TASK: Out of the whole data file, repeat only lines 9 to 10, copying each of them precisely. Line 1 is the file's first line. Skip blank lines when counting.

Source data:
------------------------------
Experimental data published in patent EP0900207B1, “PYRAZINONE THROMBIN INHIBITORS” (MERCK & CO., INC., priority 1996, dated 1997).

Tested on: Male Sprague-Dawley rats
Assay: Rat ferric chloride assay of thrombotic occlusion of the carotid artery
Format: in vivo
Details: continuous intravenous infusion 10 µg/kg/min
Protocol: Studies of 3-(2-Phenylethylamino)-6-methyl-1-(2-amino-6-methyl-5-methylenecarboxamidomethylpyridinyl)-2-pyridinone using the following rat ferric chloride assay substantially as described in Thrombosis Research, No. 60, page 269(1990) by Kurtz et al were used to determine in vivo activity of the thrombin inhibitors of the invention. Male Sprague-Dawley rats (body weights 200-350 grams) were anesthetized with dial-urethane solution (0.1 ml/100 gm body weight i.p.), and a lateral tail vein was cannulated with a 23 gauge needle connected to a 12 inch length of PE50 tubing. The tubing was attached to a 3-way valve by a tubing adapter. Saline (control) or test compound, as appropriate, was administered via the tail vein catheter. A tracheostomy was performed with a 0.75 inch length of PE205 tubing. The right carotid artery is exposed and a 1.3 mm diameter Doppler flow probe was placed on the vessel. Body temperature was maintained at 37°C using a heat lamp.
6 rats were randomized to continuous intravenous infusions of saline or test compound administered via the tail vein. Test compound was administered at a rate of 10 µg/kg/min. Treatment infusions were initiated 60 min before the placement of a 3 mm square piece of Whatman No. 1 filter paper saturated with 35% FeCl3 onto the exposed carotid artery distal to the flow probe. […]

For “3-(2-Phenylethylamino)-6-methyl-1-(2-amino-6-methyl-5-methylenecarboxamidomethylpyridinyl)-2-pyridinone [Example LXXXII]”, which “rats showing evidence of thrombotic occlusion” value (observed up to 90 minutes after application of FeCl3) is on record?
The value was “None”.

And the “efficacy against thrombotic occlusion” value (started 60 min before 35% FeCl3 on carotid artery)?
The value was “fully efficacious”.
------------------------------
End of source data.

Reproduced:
The value was “None”.

And the “efficacy against thrombotic occlusion” value (started 60 min before 35% FeCl3 on carotid artery)?